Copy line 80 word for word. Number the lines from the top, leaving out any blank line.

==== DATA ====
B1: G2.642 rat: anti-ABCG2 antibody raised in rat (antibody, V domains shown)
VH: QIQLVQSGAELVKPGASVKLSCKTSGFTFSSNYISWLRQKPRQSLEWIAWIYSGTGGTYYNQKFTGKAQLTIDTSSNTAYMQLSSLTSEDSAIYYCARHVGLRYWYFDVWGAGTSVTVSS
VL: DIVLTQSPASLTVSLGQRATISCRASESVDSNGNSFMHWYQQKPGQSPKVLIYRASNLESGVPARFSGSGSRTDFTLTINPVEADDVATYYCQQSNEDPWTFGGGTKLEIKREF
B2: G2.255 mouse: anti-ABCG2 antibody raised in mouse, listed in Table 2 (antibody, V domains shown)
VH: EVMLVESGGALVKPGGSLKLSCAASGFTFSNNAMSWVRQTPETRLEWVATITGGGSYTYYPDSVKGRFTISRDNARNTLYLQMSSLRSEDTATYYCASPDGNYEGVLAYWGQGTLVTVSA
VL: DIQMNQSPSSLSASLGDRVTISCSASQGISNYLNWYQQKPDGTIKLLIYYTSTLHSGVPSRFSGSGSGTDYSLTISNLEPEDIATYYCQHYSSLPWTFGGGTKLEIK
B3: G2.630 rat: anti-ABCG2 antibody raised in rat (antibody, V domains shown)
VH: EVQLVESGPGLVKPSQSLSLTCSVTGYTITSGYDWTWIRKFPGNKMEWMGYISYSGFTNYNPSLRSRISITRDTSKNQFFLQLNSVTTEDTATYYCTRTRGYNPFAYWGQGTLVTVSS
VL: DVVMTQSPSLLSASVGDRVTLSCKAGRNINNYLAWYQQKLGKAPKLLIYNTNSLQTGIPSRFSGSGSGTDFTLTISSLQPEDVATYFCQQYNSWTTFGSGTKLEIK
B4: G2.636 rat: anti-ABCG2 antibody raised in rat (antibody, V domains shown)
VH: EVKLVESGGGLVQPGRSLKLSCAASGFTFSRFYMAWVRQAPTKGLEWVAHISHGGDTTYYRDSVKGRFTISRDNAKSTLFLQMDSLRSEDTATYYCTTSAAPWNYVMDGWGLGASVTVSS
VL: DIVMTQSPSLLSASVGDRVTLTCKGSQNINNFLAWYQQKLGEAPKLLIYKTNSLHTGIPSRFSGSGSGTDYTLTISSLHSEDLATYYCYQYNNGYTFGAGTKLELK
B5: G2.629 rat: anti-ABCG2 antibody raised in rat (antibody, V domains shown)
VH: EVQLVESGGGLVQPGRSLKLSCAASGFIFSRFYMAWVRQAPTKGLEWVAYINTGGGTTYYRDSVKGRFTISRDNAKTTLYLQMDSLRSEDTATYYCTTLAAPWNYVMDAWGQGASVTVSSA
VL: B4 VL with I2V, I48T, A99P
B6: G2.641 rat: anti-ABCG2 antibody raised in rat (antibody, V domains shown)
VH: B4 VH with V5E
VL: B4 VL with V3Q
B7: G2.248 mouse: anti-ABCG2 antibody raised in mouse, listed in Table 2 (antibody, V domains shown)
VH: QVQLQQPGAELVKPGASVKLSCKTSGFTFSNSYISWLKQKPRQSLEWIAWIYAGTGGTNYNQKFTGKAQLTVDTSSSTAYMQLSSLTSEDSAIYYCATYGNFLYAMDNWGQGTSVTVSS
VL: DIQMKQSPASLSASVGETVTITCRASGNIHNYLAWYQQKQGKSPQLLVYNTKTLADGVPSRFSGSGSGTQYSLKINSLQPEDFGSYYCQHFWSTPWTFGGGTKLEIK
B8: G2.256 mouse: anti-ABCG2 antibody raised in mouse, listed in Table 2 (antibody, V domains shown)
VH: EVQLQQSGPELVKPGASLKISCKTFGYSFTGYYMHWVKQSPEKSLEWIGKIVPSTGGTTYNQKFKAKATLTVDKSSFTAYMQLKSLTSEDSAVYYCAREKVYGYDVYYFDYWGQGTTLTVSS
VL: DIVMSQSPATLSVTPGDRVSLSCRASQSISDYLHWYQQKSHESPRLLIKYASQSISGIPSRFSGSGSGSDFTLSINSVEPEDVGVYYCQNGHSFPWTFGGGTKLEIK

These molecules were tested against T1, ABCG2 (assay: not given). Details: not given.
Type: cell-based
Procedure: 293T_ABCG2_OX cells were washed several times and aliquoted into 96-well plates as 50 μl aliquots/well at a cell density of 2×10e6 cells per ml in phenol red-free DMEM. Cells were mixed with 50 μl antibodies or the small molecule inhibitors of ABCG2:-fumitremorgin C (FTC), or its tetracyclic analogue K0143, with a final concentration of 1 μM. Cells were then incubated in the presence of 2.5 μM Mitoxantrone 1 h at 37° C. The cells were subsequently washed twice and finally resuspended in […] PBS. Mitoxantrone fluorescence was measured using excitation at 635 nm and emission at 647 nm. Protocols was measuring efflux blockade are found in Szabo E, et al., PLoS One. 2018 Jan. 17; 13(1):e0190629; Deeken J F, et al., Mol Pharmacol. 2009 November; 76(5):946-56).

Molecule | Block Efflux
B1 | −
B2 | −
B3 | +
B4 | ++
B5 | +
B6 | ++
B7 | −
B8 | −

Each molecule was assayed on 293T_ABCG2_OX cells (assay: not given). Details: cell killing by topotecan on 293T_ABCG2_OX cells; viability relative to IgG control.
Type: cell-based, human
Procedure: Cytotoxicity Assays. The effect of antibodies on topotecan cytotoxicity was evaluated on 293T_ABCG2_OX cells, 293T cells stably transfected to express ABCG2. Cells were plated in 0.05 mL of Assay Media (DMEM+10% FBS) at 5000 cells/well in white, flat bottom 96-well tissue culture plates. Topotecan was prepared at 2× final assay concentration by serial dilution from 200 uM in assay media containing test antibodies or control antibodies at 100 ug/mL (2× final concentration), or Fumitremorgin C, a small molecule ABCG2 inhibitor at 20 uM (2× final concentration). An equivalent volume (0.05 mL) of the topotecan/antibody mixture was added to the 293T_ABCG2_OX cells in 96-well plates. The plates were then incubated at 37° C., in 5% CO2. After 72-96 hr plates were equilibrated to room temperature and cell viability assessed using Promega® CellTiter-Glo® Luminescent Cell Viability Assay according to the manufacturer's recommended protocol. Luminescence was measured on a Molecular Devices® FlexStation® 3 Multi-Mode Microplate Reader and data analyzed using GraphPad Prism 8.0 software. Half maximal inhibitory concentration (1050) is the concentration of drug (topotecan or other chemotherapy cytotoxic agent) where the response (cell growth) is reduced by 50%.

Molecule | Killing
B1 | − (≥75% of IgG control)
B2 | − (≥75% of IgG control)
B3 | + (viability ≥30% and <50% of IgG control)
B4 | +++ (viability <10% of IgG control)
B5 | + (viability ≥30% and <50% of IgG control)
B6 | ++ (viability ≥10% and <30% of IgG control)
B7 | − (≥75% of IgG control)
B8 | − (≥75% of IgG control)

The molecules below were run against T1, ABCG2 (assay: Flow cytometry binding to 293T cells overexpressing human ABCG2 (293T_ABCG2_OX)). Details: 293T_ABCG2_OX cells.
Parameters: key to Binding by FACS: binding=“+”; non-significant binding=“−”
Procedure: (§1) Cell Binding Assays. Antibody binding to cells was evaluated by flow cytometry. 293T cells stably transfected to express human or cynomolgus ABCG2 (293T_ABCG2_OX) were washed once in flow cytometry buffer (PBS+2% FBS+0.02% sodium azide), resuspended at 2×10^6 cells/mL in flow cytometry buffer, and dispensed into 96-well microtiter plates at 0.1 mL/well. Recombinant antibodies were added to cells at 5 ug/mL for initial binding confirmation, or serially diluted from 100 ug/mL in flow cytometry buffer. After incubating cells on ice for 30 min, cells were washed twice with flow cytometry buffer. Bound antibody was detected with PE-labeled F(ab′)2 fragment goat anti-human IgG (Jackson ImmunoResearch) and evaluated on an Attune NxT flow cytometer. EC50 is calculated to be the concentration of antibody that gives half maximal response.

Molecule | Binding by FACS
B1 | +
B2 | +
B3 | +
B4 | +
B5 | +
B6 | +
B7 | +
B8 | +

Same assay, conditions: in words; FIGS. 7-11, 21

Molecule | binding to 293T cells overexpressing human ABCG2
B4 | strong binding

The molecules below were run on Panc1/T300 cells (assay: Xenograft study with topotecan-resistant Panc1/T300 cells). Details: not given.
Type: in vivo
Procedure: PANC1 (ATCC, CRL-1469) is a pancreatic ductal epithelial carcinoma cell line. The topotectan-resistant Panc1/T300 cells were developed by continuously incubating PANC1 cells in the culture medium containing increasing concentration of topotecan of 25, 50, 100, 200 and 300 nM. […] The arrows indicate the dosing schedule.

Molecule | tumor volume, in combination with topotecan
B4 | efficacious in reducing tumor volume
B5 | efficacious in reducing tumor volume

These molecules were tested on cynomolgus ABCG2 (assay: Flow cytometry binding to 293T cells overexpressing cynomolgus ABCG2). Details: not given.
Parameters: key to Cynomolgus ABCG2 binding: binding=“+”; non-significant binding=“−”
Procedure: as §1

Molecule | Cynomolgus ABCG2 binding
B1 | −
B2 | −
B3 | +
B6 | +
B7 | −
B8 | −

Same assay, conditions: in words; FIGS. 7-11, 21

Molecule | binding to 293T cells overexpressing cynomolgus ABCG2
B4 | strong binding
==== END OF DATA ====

Same assay, conditions: in words; FIGS. 7-11, 21